Financial Markets: Types & Characteristics

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  • 0:00 Financial Markets
  • 0:30 Short- & Long-Term…
  • 1:24 Capital & Money Markets
  • 2:51 Primary & Secondary…
  • 3:27 Primary & Secondary…
  • 4:08 Lesson Summary
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Lesson Transcript
Instructor: Darlisha Oliver

Darlisha has a Master of Science degree in Accounting

Have you ever wanted to start a business? How would you get the money to start your business? Financial markets can be used to generate capital for new and existing organizations. Short-term and long-term assets are traded on the financial market to raise money over short and long periods of time.

Financial Markets

Suppose you're at the supermarket doing a little grocery shopping. You want to purchase grapes from the produce section of the grocery store and two cans of green beans from the canned goods aisle where the non-perishable goods are located. To better understand financial markets, we'll discuss the aspects of two segments of the financial market with the idea of grocery shopping in mind. The term financial market refers to the place where short-term and long-term financial assets are bought and sold.

Short- & Long-Term Financial Assets

Short-term and long-term financial assets are also referred to as securities. Now let's say you go to the produce section of the grocery store to shop for grapes. The grapes in the produce section are considered perishable food items because they expire much faster than non-perishable food items. Short-term securities are financial assets that the purchaser or investor intends to hold for a period of one year or less or that will mature, or expire, in one year or less. Think about short-term financial assets as you would fresh fruit at the supermarket.

Long-term securities are financial assets that the investor intends to hold for a period greater than one year. The two cans of greens beans you're shopping for should come to mind when you think of long-term financial assets. The green beans don't expire as quickly as the grapes, as they are non-perishable food items with a much longer shelf life.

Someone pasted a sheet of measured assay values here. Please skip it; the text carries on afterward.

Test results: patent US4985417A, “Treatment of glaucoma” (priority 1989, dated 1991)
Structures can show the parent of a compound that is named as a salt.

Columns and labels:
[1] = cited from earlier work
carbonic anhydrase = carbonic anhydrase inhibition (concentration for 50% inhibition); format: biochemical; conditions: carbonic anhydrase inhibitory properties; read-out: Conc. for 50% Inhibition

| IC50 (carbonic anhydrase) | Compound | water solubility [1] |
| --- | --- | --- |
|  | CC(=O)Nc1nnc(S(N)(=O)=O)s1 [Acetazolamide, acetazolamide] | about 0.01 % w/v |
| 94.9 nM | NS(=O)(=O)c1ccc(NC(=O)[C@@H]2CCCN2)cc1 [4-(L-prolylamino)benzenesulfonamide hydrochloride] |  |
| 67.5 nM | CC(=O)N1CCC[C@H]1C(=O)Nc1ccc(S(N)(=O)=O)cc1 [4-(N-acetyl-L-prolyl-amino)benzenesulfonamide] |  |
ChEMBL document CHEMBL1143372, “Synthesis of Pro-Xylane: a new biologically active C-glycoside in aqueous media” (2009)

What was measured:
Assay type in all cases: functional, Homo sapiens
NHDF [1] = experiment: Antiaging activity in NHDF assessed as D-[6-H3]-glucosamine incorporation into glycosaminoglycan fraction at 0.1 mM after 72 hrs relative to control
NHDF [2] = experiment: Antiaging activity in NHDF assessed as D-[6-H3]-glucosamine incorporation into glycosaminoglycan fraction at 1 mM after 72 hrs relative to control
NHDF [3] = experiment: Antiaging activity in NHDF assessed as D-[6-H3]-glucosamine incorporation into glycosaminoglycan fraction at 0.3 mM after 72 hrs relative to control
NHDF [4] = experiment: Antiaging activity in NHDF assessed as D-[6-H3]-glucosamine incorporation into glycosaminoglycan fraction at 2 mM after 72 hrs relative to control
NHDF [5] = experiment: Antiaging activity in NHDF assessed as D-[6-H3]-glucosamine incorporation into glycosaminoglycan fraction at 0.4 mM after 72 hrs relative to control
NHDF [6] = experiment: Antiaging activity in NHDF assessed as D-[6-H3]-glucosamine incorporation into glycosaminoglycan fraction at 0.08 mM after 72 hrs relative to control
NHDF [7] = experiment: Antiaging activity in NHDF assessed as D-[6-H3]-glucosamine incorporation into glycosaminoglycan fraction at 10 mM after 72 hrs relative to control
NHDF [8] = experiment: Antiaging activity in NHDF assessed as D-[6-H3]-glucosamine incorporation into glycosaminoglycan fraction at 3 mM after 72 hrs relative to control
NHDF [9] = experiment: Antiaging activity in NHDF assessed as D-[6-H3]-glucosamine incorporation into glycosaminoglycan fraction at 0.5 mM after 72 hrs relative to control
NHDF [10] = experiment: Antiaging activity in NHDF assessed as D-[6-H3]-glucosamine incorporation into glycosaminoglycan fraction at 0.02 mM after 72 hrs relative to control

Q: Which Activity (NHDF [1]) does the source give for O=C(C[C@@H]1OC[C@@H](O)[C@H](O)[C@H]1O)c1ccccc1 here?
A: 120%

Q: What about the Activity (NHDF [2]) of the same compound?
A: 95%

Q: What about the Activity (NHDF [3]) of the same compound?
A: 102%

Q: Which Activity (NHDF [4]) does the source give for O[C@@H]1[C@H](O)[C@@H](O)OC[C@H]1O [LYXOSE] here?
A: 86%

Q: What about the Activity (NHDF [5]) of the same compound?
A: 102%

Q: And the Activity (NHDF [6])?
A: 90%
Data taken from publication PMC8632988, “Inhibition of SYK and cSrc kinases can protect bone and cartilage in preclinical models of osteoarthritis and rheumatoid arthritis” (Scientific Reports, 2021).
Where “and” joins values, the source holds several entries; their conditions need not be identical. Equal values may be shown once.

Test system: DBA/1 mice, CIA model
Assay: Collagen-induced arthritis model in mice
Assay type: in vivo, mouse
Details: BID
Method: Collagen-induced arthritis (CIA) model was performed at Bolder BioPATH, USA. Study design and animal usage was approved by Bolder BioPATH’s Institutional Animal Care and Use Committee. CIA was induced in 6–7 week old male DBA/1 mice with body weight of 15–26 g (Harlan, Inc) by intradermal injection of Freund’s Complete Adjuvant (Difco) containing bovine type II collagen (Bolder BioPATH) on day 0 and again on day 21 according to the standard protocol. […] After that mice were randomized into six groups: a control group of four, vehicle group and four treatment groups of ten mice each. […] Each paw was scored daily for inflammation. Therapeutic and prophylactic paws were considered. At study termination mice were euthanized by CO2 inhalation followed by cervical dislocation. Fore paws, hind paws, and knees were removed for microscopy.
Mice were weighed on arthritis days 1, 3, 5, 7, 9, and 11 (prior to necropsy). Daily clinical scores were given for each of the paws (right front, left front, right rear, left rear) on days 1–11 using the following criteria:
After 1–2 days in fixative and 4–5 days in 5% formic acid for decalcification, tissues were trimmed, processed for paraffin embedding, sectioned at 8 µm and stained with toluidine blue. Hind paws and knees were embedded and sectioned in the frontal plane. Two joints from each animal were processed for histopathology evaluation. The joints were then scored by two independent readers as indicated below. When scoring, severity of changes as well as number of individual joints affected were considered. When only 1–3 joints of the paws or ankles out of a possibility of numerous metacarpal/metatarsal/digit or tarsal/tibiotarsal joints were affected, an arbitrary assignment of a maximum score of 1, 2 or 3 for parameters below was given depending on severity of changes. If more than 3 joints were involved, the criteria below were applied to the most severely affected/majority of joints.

Capital & Money Markets

The financial market has two segments: the capital market and the money market. Using our grocery store analogy, think about the aisles where the non-perishable items are located as the capital market, and the produce section as the money market. The capital market is a financial market where buyers and sellers trade long-term securities, such as stocks and bonds. Organizations such as businesses and government agencies sell long-term securities in order to raise the money needed to finance their day-to-day operations.

The money market consists of buyers and sellers who purchase and sell short-term securities, such as certificates of deposit, commercial paper, and U.S. treasury bills. These securities are traded as a means of short-term borrowing and lending. Money market securities are also referred to as cash investments. Organizations sell short-term securities as a means of raising money in the short run. An individual or business may choose to invest in a security available in the money market because these securities are safer and easier to quickly convert into cash when needed.

The capital market and the money market have both a primary market and a secondary market. When you think about the primary market, imagine the transactions that took place when the grocery store purchased the green beans from the manufacturer and bought the grapes from the farmer that produced them. The secondary market is where consumers like you and me purchase the grapes and green beans from the grocery store.

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